Rassegna bibliografica

Vol. 88, Iss. 6, August 2015

Neuromuscular training in construction workers: a longitudinal controlled pilot study


Objective Many accidents at construction sites are due to falls. An exercise-based workplace intervention may improve intrinsic fall risk factors. In this pilot study, we aimed at evaluating the effects of neuromuscular exercise on static and functional balance performance as well as on lower limb explosive power in construction workers.

Methods Healthy middle-aged construction workers were non-randomly assigned to an intervention [N = 20, age = 40.3 (SD 8.3) years] or a control group [N = 20, age = 41.8 (9.9) years]. The intervention group performed static and dynamic balance and strength exercises (13 weeks, 15 min each day). Before and after the intervention and after an 8-week follow-up, unilateral postural sway, backward balancing (on 3- and 4.5-cm-wide beams) as well as vertical jump height were assessed.

Results We observed a group × time interaction for postural sway (p = 0.002) with a reduction in the intervention group and no relevant change in the control group. Similarly, the number of successful steps while walking backwards on the 3-cm beam increased only in the intervention group (p = 0.047). These effects were likely to most likely practically beneficial from pretest to posttest and to follow-up test for postural sway (+12 %, standardized mean difference (SMD) = 0.65 and 17 %, SMD = 0.92) and backward balancing on the 3-cm beam (+58 %, SMD = 0.59 and 37 %, SMD = 0.40).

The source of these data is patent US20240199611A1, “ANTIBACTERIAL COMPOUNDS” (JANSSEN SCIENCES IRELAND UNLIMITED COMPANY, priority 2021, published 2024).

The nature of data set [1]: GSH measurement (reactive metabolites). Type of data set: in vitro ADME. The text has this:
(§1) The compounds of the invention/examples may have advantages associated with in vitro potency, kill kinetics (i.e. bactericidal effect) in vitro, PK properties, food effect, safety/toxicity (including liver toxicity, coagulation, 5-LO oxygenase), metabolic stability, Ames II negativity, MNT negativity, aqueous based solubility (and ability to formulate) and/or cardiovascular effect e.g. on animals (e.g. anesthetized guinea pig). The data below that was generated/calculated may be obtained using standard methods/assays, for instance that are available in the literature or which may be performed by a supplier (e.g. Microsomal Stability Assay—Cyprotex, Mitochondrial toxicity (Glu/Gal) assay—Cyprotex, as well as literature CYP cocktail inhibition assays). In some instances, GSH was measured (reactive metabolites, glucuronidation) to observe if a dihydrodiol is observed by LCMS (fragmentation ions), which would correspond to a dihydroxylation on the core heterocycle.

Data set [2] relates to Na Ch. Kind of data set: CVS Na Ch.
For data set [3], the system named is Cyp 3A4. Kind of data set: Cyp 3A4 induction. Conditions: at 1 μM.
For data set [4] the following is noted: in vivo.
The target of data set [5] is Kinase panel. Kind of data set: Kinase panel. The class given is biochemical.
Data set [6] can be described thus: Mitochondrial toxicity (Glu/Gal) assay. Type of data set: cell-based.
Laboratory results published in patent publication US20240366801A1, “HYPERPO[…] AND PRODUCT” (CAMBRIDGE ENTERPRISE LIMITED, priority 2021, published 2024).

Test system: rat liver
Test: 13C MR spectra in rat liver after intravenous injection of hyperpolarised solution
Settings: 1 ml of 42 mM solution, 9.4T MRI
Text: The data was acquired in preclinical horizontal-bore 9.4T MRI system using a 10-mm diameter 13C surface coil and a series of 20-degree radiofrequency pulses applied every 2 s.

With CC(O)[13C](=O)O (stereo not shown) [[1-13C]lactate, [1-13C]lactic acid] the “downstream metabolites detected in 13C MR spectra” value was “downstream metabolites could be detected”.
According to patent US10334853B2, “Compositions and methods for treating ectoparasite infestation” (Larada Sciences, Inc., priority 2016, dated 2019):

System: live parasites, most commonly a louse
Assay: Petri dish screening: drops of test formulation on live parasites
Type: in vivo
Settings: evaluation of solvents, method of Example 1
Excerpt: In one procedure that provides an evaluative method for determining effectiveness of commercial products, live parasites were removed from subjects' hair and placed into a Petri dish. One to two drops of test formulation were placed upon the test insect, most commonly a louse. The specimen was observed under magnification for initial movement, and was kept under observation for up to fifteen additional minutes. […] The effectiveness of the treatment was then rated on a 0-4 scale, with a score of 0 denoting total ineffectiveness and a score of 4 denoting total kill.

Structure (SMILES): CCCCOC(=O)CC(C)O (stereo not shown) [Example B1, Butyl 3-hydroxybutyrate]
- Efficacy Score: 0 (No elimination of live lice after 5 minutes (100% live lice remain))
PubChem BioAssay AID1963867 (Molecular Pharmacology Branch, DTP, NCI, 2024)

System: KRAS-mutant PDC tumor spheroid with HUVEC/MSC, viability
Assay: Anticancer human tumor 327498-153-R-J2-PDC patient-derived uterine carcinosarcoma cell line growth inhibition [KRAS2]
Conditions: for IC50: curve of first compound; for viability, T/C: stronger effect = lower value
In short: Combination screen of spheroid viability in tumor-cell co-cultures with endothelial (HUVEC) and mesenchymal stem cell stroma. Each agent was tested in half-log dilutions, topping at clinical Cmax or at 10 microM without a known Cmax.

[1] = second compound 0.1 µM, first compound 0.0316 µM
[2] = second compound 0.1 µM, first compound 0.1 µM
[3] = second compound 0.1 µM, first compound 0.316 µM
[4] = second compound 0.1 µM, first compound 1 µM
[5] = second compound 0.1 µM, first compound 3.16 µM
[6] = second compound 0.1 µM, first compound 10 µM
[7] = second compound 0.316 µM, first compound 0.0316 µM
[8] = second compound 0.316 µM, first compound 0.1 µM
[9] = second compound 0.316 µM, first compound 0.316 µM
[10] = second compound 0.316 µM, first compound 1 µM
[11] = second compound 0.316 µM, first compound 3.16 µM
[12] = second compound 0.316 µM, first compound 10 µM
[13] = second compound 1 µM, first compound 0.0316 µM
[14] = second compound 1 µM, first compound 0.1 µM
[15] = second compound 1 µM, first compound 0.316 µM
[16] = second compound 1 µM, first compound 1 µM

Conclusions Fifteen minutes of neuromuscular training each day can improve balance performance in construction workers and, thus, may contribute to a decreased fall risk.


Balance, Exercise, Falls, Safety, Strength, workplace

Articoli correlati che potrebbero interessarti

Office workers with high effort–reward imbalance and overcommitment have greater decreases in heart rate variability over a 2-h working period

Vol. 88, Iss. 5, July 2015

Preventive occupational health interventions in the meat processing industry in upper-middle and high-income countries: a systematic review on their effectiveness

Vol. 88, Iss. 4, May 2015

Is Sitting Worse Than Static Standing? How a Gender Analysis Can Move Us Toward Understanding Determinants and Effects of Occupational Standing and Walking

Journal of Occupational and Environmental Hygiene. Vol. 12, Iss. 3, March 2015